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Bit.Trip Core

by Neal Ronaghan - August 17, 2009, 6:20 am PDT
Total comments: 8


This iterative sequel changes up the gameplay, but it is still just three 15-minute levels.

The second in Gaijin Games' music-based Bit.Trip series, Bit.Trip Core, is a great follow-up to the first game that retains much of the same style, ideas, and issues, but is played in a completely different way. Whereas Beat was based on Pong, Core is unlike anything else I've ever played. You hold the Wii Remote on its side and direct your shot in one of four directions with the D-pad, and when a beat goes past, you press the 2 button and shoot it.

This gameplay style doesn't take advantage of the Wii's capabilities and is not analogous to another game, but it is easier to control because of the concrete button-pressing. Instead of having to deal with the sensitivity of tilting the Wii Remote (like in Beat), you only have four directions to deal with. You can also launch a bomb once per level that wipes out everything on the screen. It's not a huge gameplay addition, but it does help tone down the difficulty a bit.

That's the biggest issue in the game: it's unforgiving. The three levels are 15-minute affairs, each with creative boss fights that don't skimp on challenge. It's a good amount of content for a WiiWare game, but it could stand to be broken up into smaller chunks. There is nothing more frustrating than working your way through one of the levels and then failing in the final minutes, especially since there are no checkpoints.

To alleviate this brutal difficulty, the cooperative mode comes to the rescue. Two players can team up and play the game simultaneously. Unlike the multiplayer mode in Bit.Trip Beat, which arguably made the game harder, Core's co-op mode actually helps you survive the levels.

Core also introduces different power-ups and challenges. The power-ups give you boosts such as multi-beam, which allows you fire off two beams in opposite directions at once. The challenges task you with clearing sections with a handicap, such as rotating the D-pad controls. The challenges are extremely tough, and unless you're gunning for the top of the (offline) leader boards, they're better off left alone.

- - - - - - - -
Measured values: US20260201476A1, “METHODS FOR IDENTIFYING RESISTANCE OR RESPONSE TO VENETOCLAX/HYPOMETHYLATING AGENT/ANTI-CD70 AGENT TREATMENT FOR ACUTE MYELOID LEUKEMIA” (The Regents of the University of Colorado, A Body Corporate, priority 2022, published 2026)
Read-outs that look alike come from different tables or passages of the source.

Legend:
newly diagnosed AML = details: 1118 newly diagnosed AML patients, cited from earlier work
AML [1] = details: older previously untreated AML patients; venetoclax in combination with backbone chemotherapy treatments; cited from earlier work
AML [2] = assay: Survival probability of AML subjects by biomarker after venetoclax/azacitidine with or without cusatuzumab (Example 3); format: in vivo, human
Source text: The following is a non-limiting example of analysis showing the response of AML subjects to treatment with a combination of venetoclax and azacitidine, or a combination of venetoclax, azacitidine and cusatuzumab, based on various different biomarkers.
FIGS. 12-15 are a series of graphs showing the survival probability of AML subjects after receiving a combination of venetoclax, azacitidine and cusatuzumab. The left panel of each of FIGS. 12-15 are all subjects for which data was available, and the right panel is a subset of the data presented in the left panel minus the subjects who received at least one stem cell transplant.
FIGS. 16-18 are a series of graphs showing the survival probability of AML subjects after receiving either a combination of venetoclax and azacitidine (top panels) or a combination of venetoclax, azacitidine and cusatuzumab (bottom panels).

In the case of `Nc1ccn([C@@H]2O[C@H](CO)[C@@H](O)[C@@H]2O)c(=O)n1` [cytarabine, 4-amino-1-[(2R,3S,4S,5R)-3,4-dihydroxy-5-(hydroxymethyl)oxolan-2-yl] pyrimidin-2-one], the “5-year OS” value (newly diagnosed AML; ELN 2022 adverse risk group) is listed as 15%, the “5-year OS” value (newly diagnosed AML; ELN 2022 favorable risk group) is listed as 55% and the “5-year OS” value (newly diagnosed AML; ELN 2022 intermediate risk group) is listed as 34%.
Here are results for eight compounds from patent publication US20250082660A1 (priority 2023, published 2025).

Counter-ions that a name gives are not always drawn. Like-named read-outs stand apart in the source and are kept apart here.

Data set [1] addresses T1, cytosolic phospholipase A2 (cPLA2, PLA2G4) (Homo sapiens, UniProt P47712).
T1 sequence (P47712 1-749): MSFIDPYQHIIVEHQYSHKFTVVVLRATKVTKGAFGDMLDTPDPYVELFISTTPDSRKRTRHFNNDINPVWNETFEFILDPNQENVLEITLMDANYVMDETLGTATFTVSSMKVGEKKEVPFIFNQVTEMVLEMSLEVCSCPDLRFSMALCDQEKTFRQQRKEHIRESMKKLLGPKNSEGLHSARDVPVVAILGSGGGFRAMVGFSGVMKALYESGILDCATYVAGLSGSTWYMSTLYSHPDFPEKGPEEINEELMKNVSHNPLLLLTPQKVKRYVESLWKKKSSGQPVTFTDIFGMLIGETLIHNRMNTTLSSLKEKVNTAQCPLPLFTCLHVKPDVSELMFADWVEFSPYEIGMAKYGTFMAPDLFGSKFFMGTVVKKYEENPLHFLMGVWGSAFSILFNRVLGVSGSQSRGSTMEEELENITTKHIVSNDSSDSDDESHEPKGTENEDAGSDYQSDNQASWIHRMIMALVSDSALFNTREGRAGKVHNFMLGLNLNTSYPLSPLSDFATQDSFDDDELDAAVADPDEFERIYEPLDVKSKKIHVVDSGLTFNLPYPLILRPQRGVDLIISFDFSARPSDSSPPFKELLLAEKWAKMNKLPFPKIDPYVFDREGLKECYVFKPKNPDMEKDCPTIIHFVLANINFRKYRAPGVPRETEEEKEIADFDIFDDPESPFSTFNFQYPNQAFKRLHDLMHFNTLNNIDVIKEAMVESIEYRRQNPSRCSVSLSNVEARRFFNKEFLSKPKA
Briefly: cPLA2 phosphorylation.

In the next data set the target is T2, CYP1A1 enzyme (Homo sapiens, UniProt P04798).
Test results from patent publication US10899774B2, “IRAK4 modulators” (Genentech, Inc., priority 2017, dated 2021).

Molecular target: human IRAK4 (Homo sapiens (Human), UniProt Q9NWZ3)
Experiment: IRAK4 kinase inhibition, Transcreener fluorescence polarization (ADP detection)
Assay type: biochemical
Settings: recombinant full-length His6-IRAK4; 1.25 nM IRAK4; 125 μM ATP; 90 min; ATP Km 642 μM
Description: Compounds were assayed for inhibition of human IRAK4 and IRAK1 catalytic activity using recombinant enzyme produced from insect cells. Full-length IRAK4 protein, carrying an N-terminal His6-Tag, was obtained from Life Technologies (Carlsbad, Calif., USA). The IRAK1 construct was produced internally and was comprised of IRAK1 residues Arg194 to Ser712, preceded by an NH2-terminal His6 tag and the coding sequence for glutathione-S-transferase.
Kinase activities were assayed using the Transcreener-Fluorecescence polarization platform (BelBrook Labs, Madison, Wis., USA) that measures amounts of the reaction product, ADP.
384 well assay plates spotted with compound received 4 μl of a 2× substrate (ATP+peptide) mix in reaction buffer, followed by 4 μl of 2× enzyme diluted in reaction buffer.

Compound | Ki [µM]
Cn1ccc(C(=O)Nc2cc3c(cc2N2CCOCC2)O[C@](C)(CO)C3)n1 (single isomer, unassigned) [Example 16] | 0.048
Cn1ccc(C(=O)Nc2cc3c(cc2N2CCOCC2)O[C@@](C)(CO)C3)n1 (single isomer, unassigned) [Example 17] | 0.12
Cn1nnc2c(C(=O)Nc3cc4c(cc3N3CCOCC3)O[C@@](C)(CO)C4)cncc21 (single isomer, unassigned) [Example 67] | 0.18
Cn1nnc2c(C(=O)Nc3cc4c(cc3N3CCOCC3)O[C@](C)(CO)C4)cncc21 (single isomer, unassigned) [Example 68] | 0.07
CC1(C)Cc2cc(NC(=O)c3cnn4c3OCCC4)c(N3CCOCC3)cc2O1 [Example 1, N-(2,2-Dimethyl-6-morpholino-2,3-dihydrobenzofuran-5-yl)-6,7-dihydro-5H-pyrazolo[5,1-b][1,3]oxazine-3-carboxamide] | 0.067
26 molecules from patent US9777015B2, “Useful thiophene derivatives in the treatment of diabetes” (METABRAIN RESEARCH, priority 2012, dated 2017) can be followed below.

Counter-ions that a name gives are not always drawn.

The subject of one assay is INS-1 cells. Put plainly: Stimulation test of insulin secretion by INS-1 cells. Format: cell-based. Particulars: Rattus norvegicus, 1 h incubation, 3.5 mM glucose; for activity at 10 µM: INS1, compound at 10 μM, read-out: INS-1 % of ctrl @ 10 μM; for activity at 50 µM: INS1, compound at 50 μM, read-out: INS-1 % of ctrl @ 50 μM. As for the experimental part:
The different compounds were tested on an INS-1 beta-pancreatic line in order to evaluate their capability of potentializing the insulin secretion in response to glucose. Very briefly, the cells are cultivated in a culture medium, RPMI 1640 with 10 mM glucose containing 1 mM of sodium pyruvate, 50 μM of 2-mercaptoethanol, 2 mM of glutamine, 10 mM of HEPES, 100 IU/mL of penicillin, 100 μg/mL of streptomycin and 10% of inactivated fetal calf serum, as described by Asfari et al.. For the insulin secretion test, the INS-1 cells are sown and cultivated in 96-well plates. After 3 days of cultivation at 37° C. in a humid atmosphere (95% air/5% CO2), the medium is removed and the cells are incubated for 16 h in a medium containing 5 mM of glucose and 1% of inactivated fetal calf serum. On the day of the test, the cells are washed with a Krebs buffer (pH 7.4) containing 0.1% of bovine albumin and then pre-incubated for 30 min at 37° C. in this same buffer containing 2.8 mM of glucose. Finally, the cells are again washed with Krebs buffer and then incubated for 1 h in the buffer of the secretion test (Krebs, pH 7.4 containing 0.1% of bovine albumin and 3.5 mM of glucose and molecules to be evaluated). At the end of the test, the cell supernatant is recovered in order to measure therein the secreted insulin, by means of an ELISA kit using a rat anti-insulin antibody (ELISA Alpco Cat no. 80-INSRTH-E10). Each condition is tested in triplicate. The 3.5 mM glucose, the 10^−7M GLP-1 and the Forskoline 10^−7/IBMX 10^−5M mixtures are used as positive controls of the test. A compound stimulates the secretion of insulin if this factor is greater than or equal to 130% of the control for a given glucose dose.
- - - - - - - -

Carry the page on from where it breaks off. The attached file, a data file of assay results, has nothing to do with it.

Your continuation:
The art style and music remain similar to Bit.Trip Beat, and this game continues the story of the intrepid, two-dimensional Commander Video. The story is a bit unclear, but it is rife with trippy visuals and awesome chiptune music that changes as you progress through each level. The visuals are oftentimes too busy, though, and can distract you from the gameplay.

Bit.Trip Core is another solid entry in the Bit.Trip series, but it maintains most of the issues of its predecessor (long levels, difficulty, busy visuals). If you loved Bit.Trip Beat, getting this is a no-brainer. However, if you weren't sold on the first game, Bit.Trip Core isn't going to change your mind.


Graphics Sound Control Gameplay Lastability Final
8.5 9.5 9 8 7 8

The simple graphics and old-school style make it a unique and engrossing experience.


Featuring songs that build and grow as you play through levels, the chiptune soundtrack is fantastic and zen-like.


In a difficult game like this, it's good to have the controls be easy to use and work without fail.


It's a fun experience that keeps on introducing new beats in every level, but the length and difficulty of the levels is almost game-breaking.